Although the interviewer could change the questions to best suit him and the subject. They used this because if they used the DSM they would not be able to provide an objective study in the sense of what they wanted to accomplish. Also the DSM-IV was limited in the sense that it did not show all the indicators for a link between childhood depression and weight gain being a indicator. So the KSADS was scored on a three level process: the first, not present, the second, present at a subclinical and the third, present at a clinical level. Interrater reliabilties across studies ranged from 0. 71 to 0. 91 (median =0.82) (Cole et al, 2012) Procedures Cole et al (2012) used two previous studies to get the desired data set.

They used several factors to find a correlation between the study and also weight and depression. As mentioned in the participants section, Cole et al (2012) a qualification process to get the desired amount of participants. It does not seem as if there were a control group and an experimental group. Cole et al (2012) only used people that qualified for their criteria. No deception was used in this study. They asked permission from the previous researchers and also the institution that the previous studies were conducted.

Results There were two dimensions that could be seen in this study. In a study comparability there was an equal presence of dimensions used, but in this current study there were differences between all three age groups. In the gender levels there was not any differences found. In the age differential they split the groups into two groups-the first the reference group age < 12 years, and age _>12 years old. When they would compare the young boy and young girls there started to show a definite difference, as well as comparing older boys and older girls.

Cole et al (2012) then used a pairing comparison to see the differences in major depression disorder (MDD). With younger boys and girls, girls showed a 1. 26 times greater than that of boys. So it looks as if there is a correlation between the age and gender versus the opposite when looking at a major depression disorder. They did show in some of the graphs that there had been some correlation within depression and also weight/appetite Cole et al (2012). Discussion At the start of the study, the expectation was that weight gain/loss and appetite could be indicators of depression in adolescents in children and also adolescents.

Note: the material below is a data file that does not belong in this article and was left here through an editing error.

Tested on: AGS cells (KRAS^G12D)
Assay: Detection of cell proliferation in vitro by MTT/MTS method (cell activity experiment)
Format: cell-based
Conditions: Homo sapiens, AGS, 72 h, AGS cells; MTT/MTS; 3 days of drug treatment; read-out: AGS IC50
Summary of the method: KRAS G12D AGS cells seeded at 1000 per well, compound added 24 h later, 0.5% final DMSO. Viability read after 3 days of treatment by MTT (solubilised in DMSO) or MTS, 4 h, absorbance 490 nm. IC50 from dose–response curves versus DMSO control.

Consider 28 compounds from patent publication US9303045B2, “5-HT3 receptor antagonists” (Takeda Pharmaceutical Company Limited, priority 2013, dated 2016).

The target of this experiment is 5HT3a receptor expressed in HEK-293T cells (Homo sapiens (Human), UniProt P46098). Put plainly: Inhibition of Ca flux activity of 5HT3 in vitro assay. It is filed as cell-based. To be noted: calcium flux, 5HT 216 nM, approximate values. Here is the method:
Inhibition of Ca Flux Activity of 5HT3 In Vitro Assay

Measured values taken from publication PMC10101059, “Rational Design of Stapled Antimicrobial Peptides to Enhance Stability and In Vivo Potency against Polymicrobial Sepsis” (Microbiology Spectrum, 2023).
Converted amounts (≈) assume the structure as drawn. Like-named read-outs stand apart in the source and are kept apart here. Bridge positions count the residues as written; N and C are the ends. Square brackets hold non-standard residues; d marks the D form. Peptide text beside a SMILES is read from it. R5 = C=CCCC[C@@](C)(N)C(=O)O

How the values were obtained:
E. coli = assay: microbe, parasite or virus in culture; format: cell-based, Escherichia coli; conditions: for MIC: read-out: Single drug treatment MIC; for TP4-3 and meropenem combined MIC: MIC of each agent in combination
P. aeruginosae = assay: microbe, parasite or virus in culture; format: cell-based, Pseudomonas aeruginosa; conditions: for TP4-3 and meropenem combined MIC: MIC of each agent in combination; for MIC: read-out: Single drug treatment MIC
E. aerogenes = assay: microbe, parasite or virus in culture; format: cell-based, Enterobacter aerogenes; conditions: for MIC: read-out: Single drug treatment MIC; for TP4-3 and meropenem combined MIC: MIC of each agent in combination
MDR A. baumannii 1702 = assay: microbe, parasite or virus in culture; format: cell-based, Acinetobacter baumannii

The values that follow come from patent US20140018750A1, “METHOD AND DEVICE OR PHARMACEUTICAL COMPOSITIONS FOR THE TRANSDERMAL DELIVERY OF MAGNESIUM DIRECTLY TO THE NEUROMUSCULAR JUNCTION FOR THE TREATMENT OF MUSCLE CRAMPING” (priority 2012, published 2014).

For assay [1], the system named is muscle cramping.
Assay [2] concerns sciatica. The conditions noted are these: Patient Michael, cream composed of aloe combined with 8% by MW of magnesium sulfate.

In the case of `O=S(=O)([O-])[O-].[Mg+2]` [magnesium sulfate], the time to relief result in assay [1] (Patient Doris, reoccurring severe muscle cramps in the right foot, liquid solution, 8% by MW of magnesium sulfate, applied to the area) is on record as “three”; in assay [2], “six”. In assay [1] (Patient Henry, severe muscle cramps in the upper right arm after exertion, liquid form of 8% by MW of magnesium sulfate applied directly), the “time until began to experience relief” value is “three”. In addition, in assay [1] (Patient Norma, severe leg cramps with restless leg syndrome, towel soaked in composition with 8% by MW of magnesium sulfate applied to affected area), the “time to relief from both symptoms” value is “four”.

The first multidimensional factor showed that weight gain could not be an effect on depression, but weight loss and appetite could be a depression indicator. Excluding the weight gain and appetite gain, they could not be used as an indicator for depression and it also did not have an effect on depression factors contributing to MDD. Cole et al (2012) did find that weight loss and appetite loss can be definite indicators of a MDD during the development periods of the child’s or adolescent’s life. Then there had been some different factors that had emerged as a result of this study.

Age and gender had a factor to general depression than did weight gain and appetite. There are other overwhelming factors that play into the diagnosing a child or adolescent for depression. The physiological and psychological factors that play into the development of a child growing up are hard to come up with a diagnosis of depression. Although with adults this is a very valid indicator of major depression disorder. Cole et al (2012) that if these findings would be taken into consideration it would make diagnosing MDD in children and adolescent’s a more effective process.

Furthermore it could also educate the parents and the school to know more about the symptoms of this disorder. Cole et al (2012) References Cole, D. A. , Cho, S. , Martin, N. C. , Youngstrom, E. A. , March, J. S. , Findling, R. L. , Compas, B. E. , Goodyer, I. M. , Rohde, P. , Weissman, M. , Essex, M. J. , Hyde, J. S. , Curry, J. F. , Forehand, R. , Slattery, M. J. , Felton, J. W. , Maxwell, M. A. (2012). Are Increased Weight and Appetite Useful Indicators of Depression in Children and Adolescents? Journal of Abnormal Psychology, 121 (4), 838-851.